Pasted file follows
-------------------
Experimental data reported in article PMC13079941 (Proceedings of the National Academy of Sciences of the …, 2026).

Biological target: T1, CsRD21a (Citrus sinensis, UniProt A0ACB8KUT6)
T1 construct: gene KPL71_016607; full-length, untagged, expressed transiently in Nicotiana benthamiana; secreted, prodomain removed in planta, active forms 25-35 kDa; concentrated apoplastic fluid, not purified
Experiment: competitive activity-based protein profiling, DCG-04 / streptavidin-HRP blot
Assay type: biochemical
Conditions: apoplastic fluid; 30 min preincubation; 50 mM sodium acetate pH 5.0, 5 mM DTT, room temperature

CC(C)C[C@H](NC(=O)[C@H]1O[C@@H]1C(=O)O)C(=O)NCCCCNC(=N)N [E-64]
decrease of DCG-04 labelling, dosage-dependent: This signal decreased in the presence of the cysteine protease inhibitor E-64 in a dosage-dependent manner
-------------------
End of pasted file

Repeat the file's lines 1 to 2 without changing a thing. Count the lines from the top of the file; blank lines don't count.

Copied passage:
Experimental data reported in article PMC13079941 (Proceedings of the National Academy of Sciences of the …, 2026).

Biological target: T1, CsRD21a (Citrus sinensis, UniProt A0ACB8KUT6)